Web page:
ERIC Number: ED063535
Record Type: RIE
Publication Date: 1970-Apr-17
A Critique of Jensen's Article: How Much Can We Boost IQ and Scholastic Achievement?
Sanua, Victor D.
The author presents a discussion of certain portions of Arthur Jensen's controversial article. The general conclusion is that Jensen has not provided substantial evidence that there are differences in neural structure among children from different social or ethnic groups which are genetically determined. The reviewer reacts to Jensen's conclusion "that schools and society must provide a range and diversity of educational methods, programs and goals, and occupational opportunities, just as wide as the range of human abilities." While the reviewer finds no objection to this general statement, he feels that the premise upon which it is built is rather flimsy because of the implication that individuals of different backgrounds are genetically different. Other criticisms of Jensen's article include his over-reliance on genetic authorities, a failure to suggest a research design capable of handling certain difficulties, and the drawing of premature conclusions. (BW/Author)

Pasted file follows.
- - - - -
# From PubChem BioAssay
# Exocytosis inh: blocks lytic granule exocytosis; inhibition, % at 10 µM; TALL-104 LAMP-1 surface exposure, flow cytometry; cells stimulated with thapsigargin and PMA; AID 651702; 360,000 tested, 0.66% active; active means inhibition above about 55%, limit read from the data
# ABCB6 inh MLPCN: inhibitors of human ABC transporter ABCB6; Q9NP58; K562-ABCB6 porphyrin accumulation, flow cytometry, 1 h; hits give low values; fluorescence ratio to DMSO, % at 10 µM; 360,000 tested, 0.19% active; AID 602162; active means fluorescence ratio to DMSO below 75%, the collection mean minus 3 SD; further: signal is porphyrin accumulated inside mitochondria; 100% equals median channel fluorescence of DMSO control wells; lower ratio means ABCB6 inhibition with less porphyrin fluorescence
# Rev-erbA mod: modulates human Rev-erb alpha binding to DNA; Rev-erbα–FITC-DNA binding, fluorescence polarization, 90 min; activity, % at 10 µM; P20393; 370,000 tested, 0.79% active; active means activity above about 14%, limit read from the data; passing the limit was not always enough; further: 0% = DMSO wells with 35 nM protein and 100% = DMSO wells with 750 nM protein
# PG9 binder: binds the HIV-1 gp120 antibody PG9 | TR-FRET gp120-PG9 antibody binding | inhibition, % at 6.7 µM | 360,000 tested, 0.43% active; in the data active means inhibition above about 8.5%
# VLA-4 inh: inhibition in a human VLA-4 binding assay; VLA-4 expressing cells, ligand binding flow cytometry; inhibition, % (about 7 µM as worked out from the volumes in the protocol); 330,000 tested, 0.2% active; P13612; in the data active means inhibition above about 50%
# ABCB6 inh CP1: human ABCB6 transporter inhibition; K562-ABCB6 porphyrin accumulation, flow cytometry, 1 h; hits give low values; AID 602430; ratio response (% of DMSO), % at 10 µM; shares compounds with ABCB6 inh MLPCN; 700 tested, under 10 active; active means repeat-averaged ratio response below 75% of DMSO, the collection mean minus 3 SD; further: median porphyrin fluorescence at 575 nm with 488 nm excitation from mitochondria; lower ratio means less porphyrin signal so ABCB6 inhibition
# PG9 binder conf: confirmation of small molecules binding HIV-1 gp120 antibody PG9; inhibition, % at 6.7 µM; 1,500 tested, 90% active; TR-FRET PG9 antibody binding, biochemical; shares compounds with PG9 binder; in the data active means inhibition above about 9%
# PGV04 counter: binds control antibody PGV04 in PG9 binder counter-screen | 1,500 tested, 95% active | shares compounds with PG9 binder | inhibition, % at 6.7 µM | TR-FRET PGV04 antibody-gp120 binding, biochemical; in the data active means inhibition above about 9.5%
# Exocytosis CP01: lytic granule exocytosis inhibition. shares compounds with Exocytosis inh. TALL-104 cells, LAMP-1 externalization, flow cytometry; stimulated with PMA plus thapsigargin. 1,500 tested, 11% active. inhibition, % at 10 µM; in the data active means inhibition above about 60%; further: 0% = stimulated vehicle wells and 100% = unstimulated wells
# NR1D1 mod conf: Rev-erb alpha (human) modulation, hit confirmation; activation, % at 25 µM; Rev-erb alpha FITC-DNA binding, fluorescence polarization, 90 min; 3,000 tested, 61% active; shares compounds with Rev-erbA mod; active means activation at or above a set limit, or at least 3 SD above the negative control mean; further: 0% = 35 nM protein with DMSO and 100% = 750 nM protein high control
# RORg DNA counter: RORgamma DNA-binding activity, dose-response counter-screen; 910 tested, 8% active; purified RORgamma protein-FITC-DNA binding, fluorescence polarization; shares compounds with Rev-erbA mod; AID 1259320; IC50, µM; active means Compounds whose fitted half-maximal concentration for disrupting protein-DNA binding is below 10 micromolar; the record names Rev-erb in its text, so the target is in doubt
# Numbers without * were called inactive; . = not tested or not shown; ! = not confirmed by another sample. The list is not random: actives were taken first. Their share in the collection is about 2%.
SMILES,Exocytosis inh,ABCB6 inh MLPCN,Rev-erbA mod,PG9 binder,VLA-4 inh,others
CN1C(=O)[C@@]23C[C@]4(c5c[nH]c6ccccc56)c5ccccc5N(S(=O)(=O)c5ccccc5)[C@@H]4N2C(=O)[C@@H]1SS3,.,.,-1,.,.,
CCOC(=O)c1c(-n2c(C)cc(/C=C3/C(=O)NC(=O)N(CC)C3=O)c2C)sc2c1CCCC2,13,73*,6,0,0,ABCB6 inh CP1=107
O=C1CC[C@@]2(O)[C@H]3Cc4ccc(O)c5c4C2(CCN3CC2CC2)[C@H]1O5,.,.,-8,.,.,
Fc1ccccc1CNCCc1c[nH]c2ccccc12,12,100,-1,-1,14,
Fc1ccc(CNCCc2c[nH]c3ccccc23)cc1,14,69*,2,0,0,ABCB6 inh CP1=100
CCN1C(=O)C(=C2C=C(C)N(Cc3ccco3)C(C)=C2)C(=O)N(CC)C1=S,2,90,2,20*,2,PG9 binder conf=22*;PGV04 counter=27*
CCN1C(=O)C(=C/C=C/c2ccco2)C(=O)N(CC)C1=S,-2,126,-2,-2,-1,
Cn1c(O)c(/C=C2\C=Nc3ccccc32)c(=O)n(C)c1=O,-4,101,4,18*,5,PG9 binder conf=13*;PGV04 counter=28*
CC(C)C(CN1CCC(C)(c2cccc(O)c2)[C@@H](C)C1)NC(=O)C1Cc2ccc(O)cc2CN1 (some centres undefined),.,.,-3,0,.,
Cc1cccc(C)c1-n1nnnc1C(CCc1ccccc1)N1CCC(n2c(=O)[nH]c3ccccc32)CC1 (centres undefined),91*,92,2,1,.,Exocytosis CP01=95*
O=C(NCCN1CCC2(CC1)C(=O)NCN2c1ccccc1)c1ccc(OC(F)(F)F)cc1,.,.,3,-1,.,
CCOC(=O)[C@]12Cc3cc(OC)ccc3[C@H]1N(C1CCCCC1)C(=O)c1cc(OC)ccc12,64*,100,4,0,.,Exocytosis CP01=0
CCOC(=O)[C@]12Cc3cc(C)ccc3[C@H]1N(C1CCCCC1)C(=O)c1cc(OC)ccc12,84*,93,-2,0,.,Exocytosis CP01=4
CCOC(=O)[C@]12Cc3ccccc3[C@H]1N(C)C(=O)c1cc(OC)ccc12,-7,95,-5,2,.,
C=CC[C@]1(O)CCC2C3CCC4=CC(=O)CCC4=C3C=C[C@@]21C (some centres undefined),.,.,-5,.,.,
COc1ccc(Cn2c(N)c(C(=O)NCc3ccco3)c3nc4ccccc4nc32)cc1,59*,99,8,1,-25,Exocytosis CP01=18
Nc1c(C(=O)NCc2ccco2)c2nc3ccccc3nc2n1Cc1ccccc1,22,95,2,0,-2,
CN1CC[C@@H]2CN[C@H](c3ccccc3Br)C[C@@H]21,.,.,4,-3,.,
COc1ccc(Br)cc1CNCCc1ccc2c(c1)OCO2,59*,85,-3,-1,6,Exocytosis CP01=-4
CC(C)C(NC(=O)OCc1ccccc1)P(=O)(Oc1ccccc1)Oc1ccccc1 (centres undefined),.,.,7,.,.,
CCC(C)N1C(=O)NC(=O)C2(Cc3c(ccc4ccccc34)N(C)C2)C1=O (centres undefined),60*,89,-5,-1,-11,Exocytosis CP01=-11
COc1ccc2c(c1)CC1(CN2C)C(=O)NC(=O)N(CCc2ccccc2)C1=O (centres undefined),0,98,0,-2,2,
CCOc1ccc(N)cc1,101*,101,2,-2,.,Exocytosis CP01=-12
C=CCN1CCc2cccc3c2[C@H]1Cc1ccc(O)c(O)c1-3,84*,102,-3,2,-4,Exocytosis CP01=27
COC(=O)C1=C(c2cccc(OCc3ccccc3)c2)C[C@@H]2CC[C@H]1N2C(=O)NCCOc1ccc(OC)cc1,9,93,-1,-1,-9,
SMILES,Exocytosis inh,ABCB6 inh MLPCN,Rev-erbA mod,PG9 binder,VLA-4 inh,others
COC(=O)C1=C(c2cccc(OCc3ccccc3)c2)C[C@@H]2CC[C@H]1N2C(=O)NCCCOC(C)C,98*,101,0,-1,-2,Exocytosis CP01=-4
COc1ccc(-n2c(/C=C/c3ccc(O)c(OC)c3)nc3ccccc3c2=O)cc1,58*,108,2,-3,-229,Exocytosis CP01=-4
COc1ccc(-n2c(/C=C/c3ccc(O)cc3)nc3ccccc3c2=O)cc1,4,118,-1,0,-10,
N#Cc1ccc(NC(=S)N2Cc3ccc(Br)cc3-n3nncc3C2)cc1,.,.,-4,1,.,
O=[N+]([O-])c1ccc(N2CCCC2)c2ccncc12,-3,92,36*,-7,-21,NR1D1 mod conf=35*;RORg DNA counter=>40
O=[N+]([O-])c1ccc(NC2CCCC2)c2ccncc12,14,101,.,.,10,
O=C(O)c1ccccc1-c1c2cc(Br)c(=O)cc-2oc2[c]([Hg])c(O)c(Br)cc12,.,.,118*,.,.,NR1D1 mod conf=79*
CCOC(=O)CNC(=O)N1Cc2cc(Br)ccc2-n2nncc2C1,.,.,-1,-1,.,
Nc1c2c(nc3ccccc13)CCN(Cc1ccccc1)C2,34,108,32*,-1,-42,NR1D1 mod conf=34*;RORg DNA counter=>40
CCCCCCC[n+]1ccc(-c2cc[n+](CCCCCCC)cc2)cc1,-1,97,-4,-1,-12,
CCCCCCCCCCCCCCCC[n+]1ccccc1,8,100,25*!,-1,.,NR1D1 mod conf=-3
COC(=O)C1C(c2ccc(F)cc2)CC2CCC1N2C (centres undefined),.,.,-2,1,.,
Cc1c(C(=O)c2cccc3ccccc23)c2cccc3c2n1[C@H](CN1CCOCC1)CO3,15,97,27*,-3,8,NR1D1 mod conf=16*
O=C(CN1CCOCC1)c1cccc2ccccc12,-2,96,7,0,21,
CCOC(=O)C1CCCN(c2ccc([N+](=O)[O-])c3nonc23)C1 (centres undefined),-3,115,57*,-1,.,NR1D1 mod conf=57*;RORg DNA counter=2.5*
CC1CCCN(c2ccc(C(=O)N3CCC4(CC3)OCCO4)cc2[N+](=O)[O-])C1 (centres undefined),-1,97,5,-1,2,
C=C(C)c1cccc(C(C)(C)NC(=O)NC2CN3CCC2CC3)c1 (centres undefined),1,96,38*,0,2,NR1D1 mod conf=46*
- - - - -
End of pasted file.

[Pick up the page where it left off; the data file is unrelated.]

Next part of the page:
Descriptors: Academic Ability, Academic Aptitude, Cognitive Ability, Cognitive Development, Cross Cultural Studies, Intelligence, Intelligence Differences, Intelligence Quotient, Intelligence Tests, Literature Reviews
Victor D. Sanua, Ph.D., Associate Professor, City College-CUNY K-8 New York, New York 10031
Publication Type: N/A
Education Level: N/A
Authoring Institution: City Univ. of New York, NY. City Coll.
Note: Presented at the Professional Meeting of the New York Society of Clinical Psychologists, Inc., at Carnegie Endowment Center for International Peace, April 17, 1970